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Question DetailsAsked on 11/29/2016

My husband unwired thermostat to install new paneling. He rewired. Thermostat showed 75.It went to 84 on cool.WHY?

The temp showed 75 and i turned it down to 74. Later I noticed room seemed hotter. That's when I saw that temp was 84 on COOL. Would COOL setting blow hot air if he miswired it when hooking it back up? It was fine before.

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Simplest explanation - he did not turn the thermostat OFF before disconnecting wires or removing batteries, so the system got confused - or he disconnected batteries (if it is electronic) or external power (if powered off HVAC appliances) and it lost its memory settings. In either case, turning to OFF, removing batteries for 1 minute or longer, then putting back in and turning to the designated setting in the manual (may be OFF to program, or may be both HEAT and A/C to program those two functions, depending on brand) and reprogramming may be all that is needed.


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Otherwise:


There are various wiring configurations for thermostats - hopefully your wires are color-coded to they can be easily traced to the device they serve and to the specific connection points at each end. Commonly, heating and A/C combined thermostats have 3 or more commonly 4 wires at the thermostat - one live control or "demand" feed outbound each to A/C and furnace; and either a common power feed (in an intergrated system) or a power feed from each device - commonly but not always 24V. Occasionally there is also a neutral feed - common or from each device, so that can mean a total of from 3 up to 6 wires coming into and out of the device, total. Add a whole house fan or recirculator and you can be up to 8 wires total.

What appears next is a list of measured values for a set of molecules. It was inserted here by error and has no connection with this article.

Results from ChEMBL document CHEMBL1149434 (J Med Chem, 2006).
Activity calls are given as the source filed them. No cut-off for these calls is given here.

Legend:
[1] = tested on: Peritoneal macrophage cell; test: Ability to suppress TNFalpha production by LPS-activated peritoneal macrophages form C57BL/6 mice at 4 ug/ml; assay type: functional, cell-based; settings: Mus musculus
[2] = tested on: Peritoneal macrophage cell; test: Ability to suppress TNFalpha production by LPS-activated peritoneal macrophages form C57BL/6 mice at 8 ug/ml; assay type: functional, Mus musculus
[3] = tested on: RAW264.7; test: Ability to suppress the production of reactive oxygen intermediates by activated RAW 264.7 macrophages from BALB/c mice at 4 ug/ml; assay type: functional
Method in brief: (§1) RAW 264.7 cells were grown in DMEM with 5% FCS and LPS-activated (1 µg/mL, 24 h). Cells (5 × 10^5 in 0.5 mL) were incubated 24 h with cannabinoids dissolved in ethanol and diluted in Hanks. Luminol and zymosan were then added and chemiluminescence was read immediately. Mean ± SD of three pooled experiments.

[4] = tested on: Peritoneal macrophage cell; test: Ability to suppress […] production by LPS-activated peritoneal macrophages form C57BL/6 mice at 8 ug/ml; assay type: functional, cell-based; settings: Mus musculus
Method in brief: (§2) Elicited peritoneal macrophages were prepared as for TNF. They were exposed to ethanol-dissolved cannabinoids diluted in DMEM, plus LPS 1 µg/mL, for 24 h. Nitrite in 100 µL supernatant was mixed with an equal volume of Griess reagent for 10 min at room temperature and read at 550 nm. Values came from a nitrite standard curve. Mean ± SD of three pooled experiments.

Generally - but there are exceptions - a "live" wire comes from the appliance to the thermostat, which then returns a live "control" or "demand" feed from the thermostat to the controller at the device. This return feed is "live" or "interrupted" depending on whether the thermostat is calling for service from that device at a given time. in the simplest case with manual or battery-operated electronic thermostats (so the thermostat needs no power feed to it), only the "live" wire from and back to the appliance is run through the thermostat - the neutral does not come to it at all.


A miswiring that resultad in no signal going to the A/C could mean the signal never got out of the thermostat - meaning the house temperature would just move towards equalizing with the outside temperature, without any fan operation unless a whole-house fan or continuous HVAC fan operation setup existed.